Scottish doctors' views about whether services should be concentrated into bigger hospitals vary according to the type of hospital they work in and where they are based.

A random survey of 730 career-grade doctors found those working in general acute hospitals were less willing than their colleagues in major teaching hospitals to support centralising services.

Doctors in areas of Scotland geographically distant from the central belt believed even less that concentration of services would benefit their patients.

But all respondents supported the district general hospital as a continuing feature of the Scottish NHS.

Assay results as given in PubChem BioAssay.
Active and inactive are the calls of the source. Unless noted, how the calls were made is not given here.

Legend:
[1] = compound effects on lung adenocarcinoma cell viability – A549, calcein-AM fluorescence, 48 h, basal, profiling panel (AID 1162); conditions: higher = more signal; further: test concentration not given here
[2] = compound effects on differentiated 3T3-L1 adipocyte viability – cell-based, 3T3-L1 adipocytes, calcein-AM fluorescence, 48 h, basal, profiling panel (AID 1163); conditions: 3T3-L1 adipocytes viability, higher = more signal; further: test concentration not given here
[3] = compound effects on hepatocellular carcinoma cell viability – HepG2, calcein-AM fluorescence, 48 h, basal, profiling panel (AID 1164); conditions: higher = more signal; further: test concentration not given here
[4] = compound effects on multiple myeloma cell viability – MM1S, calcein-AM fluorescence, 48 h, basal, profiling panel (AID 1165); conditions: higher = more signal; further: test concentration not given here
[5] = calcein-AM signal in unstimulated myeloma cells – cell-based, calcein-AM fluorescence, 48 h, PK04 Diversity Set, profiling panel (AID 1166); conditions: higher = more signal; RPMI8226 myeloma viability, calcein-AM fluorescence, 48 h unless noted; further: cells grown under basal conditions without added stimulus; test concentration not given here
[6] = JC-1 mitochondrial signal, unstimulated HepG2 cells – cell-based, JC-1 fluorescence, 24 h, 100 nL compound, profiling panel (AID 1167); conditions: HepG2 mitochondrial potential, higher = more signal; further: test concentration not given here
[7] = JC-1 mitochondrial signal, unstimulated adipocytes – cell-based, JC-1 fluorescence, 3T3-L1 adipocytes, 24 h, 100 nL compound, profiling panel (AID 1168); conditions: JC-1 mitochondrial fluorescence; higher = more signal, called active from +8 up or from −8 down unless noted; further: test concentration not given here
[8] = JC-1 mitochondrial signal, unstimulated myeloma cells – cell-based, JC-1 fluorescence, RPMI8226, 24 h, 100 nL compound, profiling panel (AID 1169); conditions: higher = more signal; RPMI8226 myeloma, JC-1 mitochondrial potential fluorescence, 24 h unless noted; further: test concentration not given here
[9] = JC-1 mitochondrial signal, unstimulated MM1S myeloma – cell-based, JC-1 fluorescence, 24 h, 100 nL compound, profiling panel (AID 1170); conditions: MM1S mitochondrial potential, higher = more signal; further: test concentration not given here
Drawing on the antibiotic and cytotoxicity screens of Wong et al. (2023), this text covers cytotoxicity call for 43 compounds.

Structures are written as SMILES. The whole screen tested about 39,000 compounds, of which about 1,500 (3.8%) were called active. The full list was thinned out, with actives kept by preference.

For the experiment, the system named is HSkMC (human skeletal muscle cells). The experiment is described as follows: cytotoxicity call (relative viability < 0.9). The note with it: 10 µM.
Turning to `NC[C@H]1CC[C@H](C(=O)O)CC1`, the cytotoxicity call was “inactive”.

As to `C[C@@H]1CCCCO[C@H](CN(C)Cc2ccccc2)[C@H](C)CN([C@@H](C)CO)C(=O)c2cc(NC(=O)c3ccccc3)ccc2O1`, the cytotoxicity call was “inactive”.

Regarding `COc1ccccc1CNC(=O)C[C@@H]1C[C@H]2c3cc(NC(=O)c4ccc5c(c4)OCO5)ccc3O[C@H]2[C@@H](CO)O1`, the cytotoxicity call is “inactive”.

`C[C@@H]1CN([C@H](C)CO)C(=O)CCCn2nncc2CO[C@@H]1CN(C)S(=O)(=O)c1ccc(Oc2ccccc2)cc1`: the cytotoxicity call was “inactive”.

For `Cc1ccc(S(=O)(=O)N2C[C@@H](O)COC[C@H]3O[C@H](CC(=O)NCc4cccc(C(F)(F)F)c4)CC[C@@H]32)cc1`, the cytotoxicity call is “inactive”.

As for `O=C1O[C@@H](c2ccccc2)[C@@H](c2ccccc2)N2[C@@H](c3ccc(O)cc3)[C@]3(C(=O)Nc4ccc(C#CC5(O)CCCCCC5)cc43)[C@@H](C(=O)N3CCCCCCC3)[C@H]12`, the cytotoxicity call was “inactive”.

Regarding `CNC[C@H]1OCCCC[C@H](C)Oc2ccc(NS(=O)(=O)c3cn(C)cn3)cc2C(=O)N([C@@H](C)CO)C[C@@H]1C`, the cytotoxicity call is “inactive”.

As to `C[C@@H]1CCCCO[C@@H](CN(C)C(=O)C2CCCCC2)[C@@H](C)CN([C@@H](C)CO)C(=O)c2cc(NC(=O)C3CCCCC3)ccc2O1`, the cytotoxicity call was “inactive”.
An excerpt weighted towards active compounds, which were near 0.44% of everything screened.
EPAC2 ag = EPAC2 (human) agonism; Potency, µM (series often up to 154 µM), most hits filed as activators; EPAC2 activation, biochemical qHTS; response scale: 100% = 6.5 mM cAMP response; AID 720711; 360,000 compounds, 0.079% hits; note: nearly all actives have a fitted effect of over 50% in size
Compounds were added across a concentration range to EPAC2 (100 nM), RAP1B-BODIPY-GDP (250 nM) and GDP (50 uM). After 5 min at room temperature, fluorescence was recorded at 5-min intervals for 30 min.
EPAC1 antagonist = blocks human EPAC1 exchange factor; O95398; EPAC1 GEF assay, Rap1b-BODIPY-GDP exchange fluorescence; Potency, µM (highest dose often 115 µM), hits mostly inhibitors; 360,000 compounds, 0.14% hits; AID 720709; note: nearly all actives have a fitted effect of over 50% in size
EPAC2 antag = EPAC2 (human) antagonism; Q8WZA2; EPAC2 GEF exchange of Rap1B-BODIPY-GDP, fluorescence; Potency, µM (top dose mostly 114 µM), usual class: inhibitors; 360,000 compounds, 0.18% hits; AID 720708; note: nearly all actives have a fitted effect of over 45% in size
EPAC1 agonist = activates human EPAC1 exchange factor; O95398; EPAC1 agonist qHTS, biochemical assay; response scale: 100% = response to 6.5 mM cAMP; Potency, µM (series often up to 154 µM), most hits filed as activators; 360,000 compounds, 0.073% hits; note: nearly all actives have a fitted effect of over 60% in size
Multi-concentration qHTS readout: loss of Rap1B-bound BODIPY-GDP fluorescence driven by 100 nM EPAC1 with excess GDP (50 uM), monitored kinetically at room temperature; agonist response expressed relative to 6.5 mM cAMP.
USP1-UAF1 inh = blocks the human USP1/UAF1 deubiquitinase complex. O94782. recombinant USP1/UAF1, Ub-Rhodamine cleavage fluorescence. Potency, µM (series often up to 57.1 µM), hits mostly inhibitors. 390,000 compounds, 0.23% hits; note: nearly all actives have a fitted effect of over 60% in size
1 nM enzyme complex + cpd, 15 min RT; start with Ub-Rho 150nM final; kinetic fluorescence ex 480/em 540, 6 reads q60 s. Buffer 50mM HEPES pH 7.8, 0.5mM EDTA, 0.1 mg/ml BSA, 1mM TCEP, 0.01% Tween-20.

The survey forms part of a submission by the British Medical Association's Scottish committee for hospital medical services to the acute services review in Scotland being led by the country's chief medical officer, Sir David Carter.

Among key messages in the report, due to be published tomorrow, are that different models of hospital configuration are likely to be required across the country.

The Acute Services Review: submission by the SCHMS to the steering group of the acute services review chaired by the CMO for Scotland. Available from the BMA: 0131-662 4820. Free.